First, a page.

Tuesday, February 20, 2007

Celebrity Fatigue

I was living in the Dominican Republic when the Lísten Diario scooped the U.S. media on Michael Jackson and Lisa Marie Presley’s secret wedding, performed at the home of a Dominican judge near La Vega during the summer of 1994. At the time, neighboring Haiti was suffering an economic embargo, causing floods of refugees to pour over the border into the D.R. or set sail for Florida on rickety yolas. The U.S. Naval Base at Guantánamo Bay, Cuba was filled to overflowing with both Haitian and Cuban refugees. And far away on the other side of the globe, the Rwandan genocide was in full swing. Given those realities, the scandal surrounding the Jackson-Presley wedding seemed a bit trivial.

So trivial, in fact, that I had totally forgotten about it.

Until the saga of the late Anna Nicole Smith and Bahamian immigration minister Shane Gibson.

This past six months has been a bad case of déjà vu as the media has spared no efforts to keep us fully abreast of every sordid detail of the developing scandal.

So I was pleased to see that Pastor Jim Evans' column on the cult of celebrity put words to much of my thoughts on this matter.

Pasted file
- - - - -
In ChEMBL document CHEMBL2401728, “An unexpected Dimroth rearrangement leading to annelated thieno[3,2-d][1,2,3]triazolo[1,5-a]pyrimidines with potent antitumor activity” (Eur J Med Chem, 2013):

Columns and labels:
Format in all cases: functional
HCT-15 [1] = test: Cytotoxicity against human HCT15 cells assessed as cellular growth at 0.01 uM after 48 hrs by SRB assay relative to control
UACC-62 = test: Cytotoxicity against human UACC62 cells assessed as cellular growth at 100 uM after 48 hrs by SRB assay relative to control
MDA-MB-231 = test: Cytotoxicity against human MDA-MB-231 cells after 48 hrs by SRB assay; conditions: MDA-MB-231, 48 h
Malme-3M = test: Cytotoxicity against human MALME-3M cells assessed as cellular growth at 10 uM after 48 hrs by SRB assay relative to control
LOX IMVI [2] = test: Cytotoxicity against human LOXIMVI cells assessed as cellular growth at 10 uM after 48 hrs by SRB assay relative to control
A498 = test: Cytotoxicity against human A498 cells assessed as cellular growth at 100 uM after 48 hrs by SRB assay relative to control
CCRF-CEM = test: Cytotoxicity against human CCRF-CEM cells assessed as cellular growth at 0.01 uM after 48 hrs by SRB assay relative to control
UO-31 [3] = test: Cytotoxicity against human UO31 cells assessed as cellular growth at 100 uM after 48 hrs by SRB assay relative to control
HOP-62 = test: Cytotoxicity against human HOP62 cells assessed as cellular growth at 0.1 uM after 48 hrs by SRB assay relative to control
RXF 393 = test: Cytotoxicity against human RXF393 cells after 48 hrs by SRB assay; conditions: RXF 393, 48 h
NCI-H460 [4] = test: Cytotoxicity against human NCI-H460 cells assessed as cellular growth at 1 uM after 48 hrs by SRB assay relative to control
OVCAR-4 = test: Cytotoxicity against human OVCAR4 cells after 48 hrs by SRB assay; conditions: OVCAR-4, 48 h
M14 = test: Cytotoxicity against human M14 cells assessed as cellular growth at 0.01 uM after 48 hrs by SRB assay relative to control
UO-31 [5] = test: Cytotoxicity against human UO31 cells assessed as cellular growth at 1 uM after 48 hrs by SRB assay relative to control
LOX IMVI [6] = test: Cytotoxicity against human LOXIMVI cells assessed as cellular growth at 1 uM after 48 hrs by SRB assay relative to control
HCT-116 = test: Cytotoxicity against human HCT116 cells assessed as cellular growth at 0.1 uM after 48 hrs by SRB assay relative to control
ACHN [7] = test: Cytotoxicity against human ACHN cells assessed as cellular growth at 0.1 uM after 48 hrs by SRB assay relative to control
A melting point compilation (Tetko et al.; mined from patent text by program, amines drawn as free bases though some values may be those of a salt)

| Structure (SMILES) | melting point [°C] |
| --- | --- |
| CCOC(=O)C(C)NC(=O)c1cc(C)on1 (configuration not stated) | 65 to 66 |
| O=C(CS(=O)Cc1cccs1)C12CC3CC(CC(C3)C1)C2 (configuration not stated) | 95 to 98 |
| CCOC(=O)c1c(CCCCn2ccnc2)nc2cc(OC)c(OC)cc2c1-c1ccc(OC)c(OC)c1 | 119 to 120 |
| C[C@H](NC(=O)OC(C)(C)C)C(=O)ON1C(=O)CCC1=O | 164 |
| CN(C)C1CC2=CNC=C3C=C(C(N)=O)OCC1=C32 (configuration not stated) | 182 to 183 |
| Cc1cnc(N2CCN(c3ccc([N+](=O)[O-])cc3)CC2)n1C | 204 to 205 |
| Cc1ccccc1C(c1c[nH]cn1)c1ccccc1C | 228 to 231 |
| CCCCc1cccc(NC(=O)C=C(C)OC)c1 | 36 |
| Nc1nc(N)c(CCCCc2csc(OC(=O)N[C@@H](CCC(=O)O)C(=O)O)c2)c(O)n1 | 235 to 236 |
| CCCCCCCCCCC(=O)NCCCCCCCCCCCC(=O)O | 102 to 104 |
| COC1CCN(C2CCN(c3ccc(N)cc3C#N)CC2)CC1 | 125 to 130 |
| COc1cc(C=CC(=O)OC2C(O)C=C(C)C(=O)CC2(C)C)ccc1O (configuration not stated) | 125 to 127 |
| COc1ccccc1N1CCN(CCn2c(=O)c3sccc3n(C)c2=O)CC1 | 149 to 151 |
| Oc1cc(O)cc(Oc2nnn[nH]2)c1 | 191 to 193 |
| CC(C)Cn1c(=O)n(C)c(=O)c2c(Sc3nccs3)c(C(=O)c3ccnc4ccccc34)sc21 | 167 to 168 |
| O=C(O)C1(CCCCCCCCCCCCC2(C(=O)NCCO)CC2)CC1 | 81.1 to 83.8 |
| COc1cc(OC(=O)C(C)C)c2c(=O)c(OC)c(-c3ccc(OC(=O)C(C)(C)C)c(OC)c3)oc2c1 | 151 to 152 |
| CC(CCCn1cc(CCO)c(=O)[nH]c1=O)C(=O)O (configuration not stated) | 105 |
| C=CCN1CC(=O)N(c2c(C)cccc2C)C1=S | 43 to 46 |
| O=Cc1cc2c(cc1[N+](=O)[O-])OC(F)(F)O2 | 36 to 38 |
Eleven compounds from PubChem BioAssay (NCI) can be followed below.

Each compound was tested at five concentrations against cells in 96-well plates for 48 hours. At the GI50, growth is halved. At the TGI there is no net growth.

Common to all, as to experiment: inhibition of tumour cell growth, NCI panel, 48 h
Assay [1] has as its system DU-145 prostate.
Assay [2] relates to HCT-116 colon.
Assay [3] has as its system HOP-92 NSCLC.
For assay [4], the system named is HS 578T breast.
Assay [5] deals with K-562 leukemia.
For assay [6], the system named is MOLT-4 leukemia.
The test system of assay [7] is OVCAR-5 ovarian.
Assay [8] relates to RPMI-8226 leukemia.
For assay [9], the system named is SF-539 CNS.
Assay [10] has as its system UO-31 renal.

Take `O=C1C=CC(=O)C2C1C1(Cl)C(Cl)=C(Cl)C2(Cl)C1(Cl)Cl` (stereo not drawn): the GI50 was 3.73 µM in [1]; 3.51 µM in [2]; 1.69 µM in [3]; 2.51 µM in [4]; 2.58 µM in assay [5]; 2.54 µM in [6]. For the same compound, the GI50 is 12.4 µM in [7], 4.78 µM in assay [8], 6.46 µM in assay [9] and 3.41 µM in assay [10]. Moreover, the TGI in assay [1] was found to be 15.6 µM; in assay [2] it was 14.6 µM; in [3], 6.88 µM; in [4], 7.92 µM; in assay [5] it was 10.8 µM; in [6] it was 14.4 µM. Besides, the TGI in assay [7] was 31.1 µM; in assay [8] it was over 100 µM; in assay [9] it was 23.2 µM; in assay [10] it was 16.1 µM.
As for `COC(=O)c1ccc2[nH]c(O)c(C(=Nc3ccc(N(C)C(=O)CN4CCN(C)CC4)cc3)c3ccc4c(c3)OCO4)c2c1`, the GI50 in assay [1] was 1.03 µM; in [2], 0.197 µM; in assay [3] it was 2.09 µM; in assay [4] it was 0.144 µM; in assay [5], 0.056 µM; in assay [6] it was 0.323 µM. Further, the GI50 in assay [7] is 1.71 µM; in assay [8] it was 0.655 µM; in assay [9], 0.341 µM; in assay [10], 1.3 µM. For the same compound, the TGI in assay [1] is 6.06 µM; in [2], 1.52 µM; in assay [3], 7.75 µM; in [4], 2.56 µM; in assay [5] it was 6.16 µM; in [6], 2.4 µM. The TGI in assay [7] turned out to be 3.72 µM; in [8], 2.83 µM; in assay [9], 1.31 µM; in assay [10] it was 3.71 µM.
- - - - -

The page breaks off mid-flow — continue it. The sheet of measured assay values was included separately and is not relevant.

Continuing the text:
Amongst other things, Pastor Jim argues that "this celebrity obsessed voyeurism serves as a terrible distraction from what is really real going on around us. We are distracted from a terrible war, and endangered environment. We are distracted from an economy that constantly generates new levels of poverty, all while the rich get richer."

He goes on to suggest that "Perhaps it's time to turn the television off and begin the process of building a real life. Maybe visit a sick friend, or do a kindness for a neighbor. Strengthen a relationship, or go out and make a new one. Do something other than wallowing in the misery of make-believe people. Go out and get a life that really means something. The celebs will be just fine without us watching."

Preach it, brother!



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